An Analysis of the Development of Orchard Place : a Residential Treatment Center for Emotionally Disturbed Children
SubjectPsychiatric hospitals--Iowa; Children--Institutional care--Iowa--Analysis; Mentally ill children--Iowa; Children with mental disabilities--Iowa
Originating in 1886, this social agency was known as the Des Moines Home for Friendless Children and functioned as a foster shelter care facility for dependent and neglected children, generally up to age 12. Its role for the community was to provide care for young, often ill, children until they were physically well or could be returned home or placed by a committee of the Board of Directors in a permanent home. This service function continued for 77 years and included a name change to Des Moines Children's Home. The major motivation that sustained the program was the determination of the Board, consisting of thirty women, that their project would be successful in the face of recurring fiscal pressures. Numerous schemes to raise funds for ongoing operations, as well as to construct a new building were mounted. A declining enrollment and a non-relatedness to an emerging need in Iowa to program for emotionally disturbed children eventually led to the closing of this child care institution in 1963. This decision by the Board came as a result of an evaluation by a professional from outside the community. A methodical transition to a goal-directed, individualized residential treatment center for emotionally disturbed children based upon a detailed analysis of the needs of the community, was begun in 1963. The field of institutional care for children nationally had experienced problems similar to those faced by this agency which chose to change and adapt to the needs of the community. Orchard Place, the name of the new program chosen by the Board, opened its doors in February 1965 as a residential treatment center for 12 emotionally disturbed children between 8 and 16 years of age, and evolved to include a resident population of 40 on its main campus. The treatment program consists of individual psychotherapy, special education and therapeutic living designed for and with each child. Among other services, a group home/half-way house program was begun in 1970; a foster placement service in 1971; and a therapeutic learning center program in 1974. Based upon the evidence in the literature, current practice in the field and the experience of Orchard Place, several trends emerge. Among these are: the increasing number of children needing residential treatment; improved funding from the State Department of Social Services at a level near actual cost; an increasing emphasis on accountability and results measurement; and legislation in an increasing number of states that requires that status offenders not be sent to state training schools. This latter issue will place more first-time offenders and pre-delinquent children in the child welfare system, rather than the juvenile justice system, and consequently in residential treatment centers. Orchard Place appears to be in a position to relate well to these evident trends and to provide services relevant to the needs of the community it serves.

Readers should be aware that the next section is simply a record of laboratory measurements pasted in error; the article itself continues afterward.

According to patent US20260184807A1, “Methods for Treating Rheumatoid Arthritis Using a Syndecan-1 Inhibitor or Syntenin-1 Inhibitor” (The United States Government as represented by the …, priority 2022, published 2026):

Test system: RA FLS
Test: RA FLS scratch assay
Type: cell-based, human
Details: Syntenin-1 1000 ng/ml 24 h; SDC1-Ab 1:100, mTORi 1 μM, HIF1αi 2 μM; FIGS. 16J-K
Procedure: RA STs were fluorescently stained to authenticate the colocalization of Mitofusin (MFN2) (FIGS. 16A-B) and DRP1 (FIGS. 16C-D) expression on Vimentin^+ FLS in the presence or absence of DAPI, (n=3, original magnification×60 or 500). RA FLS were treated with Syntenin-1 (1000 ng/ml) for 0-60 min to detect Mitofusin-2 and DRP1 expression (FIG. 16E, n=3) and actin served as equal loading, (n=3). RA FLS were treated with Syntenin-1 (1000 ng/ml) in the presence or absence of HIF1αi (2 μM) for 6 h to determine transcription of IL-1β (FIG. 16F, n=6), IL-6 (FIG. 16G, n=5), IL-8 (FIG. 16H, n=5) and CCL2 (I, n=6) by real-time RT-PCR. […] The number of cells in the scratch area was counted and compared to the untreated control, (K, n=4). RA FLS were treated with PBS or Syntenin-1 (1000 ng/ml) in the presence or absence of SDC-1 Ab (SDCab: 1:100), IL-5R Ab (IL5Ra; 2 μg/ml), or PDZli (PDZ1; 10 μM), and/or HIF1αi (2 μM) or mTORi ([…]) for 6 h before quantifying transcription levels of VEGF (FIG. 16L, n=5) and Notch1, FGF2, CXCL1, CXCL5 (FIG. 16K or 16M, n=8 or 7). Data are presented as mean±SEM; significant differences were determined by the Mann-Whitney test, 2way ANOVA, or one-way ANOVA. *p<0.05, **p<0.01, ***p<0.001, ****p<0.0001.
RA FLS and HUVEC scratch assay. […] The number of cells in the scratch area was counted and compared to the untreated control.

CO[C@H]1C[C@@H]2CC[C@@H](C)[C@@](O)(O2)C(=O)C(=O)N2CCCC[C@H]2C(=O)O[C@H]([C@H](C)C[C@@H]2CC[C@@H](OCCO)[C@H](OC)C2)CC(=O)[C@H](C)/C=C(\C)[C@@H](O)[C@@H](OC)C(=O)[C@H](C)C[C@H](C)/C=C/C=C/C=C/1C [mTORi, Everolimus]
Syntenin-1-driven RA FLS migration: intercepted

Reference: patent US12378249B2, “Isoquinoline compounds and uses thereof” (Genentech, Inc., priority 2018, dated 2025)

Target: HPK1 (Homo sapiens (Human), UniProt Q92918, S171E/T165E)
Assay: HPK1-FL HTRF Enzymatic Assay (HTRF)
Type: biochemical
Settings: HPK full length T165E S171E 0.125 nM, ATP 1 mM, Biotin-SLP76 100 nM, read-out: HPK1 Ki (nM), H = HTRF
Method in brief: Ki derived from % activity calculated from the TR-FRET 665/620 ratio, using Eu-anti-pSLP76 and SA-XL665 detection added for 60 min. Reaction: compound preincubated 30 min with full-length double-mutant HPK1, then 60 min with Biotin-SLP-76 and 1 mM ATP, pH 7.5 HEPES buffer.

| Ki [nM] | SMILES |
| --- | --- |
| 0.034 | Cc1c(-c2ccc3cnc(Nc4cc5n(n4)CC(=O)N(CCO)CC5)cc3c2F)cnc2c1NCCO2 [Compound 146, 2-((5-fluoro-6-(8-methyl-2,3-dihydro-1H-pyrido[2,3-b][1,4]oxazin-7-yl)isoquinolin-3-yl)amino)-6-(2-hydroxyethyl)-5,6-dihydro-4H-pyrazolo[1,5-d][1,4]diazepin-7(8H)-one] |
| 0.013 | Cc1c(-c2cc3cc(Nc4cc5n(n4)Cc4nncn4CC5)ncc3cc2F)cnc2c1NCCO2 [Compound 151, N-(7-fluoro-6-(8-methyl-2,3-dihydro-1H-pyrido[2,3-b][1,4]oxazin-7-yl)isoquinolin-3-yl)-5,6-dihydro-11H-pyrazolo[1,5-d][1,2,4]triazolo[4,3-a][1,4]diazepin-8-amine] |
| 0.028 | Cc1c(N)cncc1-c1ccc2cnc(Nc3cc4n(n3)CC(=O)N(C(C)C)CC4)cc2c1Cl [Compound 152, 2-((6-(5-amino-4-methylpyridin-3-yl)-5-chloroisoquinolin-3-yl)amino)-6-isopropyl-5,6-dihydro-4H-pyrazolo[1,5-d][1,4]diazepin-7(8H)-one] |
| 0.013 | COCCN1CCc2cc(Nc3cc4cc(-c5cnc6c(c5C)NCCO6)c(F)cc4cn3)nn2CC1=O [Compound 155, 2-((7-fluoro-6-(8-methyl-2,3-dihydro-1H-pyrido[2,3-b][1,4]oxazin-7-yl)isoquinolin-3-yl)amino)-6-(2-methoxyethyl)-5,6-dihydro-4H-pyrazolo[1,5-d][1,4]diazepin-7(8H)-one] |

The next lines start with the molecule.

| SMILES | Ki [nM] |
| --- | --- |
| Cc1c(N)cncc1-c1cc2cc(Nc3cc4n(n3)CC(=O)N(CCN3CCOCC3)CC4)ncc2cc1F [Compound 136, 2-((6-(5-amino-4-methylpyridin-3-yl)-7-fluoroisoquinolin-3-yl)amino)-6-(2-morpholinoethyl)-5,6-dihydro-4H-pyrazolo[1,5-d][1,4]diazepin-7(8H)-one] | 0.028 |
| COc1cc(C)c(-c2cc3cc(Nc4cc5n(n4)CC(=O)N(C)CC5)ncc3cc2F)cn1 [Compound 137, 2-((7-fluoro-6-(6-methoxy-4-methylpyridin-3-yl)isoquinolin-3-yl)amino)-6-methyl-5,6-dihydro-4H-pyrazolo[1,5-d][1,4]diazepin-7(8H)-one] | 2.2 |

147 leaves. Advisor: Dr. James Halversen